Upgrade to Pro — share decks privately, control downloads, hide ads and more …

De-mystifying e-resource access - what every librarian should know

De-mystifying e-resource access - what every librarian should know

Presentation given as part of the Boston Library Consortium's Expanding Knowledge webinar series, May 17, 2019. Presenters were Emily Singley and Viral Amin.

This presentation is designed to provide a fundamental understanding of how different library e-resource authentication methods work (including EZProxy and Shibboleth) and will also learn where the access environment is heading and how current trends will impact libraries and users in the future. Topics covered include SciHub and RA21.

Emily Singley

May 17, 2019

More Decks by Emily Singley

Other Decks in Education


  1. authentication Credit: Open Athens presentation What Librarians Should Know about

    Authentication Credit: Rich Wenger, Replacing IP Filtering Challenges for Academic Libraries Pros Cons No identity verification required Requires users to click on special link When on-site, no login is necessary IP addresses are no longer stable and do not accurately indicate user location Has been around a long time Difficult to maintain License breach risks Insecure and easily exploitable
  2. Question 1: IP authorization identifies who a user is A.

    True B. False Question 2: IP addresses always accurately give the physical location of a device A. True B. False Question 3: If you click on www.resource.com from off campus, what will happen? A. You will end up on the www.resource.com website B. You will receive an proxy server error C. You won’t be able to access full text D. Both A and C Question 4: IP authorization requires that libraries maintain an accurate file of all resource URLs A. True B. False
  3. Some FIM vocabulary: SAML • the protocol used to exchange

    identity data Single Sign On (SSO) • the concept of persistent identity management across applications Shibboleth • open source software used to implement FIM using SAML InCommon Federation • a US federation of institutions that use the same clearinghouse for identification data RA21 • a draft NISO recommendation for consistent implementation of FIM across vendors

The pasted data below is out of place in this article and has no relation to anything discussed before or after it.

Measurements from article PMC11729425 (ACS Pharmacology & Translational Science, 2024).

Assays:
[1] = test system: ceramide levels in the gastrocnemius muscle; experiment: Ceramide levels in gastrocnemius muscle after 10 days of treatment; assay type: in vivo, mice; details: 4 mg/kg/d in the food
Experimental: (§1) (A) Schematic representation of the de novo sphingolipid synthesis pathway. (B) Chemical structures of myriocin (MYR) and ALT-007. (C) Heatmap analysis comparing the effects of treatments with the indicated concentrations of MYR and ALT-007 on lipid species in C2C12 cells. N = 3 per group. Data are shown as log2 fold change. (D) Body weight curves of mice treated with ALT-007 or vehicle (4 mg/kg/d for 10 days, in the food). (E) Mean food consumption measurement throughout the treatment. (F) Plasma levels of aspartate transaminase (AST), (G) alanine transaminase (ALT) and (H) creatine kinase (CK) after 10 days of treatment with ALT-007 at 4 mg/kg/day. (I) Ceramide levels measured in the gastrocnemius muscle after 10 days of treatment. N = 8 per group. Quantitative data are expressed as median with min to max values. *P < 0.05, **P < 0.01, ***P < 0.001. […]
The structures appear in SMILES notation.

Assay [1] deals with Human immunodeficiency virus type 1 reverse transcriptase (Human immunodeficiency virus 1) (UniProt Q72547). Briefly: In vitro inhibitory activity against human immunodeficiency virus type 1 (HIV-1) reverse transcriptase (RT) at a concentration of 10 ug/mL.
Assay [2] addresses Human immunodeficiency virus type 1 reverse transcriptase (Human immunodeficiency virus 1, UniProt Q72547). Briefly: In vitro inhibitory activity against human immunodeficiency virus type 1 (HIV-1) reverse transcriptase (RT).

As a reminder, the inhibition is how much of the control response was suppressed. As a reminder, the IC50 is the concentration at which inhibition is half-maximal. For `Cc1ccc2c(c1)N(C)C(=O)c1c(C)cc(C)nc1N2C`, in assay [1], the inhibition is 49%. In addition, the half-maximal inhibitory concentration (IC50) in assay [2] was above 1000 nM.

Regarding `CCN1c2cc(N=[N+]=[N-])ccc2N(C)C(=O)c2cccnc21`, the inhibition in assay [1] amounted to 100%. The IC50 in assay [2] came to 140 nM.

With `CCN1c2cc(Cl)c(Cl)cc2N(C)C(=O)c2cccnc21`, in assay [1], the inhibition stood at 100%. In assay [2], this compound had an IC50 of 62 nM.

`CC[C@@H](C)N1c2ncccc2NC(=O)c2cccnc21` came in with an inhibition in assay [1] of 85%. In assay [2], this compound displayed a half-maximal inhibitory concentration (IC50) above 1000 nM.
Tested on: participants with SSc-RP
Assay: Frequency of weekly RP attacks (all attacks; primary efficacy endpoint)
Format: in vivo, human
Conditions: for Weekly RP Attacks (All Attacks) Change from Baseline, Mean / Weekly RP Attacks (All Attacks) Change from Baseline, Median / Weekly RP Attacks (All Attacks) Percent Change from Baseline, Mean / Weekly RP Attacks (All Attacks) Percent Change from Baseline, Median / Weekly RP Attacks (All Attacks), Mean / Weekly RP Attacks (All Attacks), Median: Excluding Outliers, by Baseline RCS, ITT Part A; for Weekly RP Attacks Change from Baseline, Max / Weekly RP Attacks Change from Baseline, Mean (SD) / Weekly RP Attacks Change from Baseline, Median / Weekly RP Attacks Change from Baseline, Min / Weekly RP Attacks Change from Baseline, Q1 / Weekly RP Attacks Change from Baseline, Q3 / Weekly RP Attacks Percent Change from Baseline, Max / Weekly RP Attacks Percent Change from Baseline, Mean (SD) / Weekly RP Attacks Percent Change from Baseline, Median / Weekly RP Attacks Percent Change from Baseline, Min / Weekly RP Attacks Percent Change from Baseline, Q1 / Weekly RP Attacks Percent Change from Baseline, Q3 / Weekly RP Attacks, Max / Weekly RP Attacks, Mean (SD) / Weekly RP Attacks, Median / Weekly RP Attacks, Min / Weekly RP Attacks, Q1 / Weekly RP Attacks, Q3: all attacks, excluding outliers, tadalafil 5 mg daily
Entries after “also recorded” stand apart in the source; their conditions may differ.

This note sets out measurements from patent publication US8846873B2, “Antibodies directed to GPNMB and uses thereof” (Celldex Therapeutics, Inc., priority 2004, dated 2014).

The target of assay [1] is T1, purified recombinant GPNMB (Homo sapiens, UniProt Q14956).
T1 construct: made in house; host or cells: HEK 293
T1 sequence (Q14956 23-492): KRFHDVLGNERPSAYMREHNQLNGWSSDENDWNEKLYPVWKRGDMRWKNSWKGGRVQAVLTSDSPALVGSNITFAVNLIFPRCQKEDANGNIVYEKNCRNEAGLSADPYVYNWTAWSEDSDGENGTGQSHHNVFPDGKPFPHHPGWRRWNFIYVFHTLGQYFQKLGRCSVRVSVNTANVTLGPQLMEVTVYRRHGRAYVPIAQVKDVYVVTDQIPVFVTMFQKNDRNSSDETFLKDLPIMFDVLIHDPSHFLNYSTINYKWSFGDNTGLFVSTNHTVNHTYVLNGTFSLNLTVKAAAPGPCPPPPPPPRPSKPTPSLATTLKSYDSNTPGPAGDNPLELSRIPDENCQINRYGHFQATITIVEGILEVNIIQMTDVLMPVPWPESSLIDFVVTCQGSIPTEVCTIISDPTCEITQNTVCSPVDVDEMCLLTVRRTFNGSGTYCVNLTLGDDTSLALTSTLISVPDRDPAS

4. *depends on implementation Pros Cons Uses institution’s central single sign

    on system Inconsistent experience across different publisher platforms No need to maintain file of resource URLs Often managed by campus IT, not Library Does not rely on unstable IP ranges Privacy concerns if not implemented appropriately Users can start from anywhere Anonymous*
  5. Question 1: When you authenticate using FIM, a vendor will

    know: A. Who you are B. Where you are C. What institution you are affiliated with Question 2: When you authenticate using FIM, you login: A. On the vendor page B. On your institution’s login page C. On the InCommon Federation login page Question 3: RA21 is: A. a draft NISO recommendation B. a piece of software used to implement FIM C. a language used to transmit identity data
  6. Piracy • Users are increasingly accessing resources illegally • Pirated

    access works consistently from anywhere • IP authentication methods have enabled piracy
  7. 835% increase in SciHub downloads in one year at Boston

    College* *Just Newton, Brookline, and Brighton (i.e. probably Boston College) Credit: John O’Connor, presentation at Boston College Library, 2018
  8. Privacy • Vendors are starting to prefer Federated Identity Management

    • Libraries are being pressured to release patron data • Collection development implications - at what point is privacy considered?
  9. Questions to ask vendors: • Do they support Federated Identity

    Management? • Do they want you to release identifiable patron information (name, email, dept)? • If yes, why? • Will they participate in RA21?
  10. Conclusion • The world is moving away from IP authentication

    • We need to be prepared for this new reality • Users’ privacy is at stake if we don’t get it right Jon Rawlinson [CC BY 2.0 (https://creativecommons.org/licenses/by/2.0)]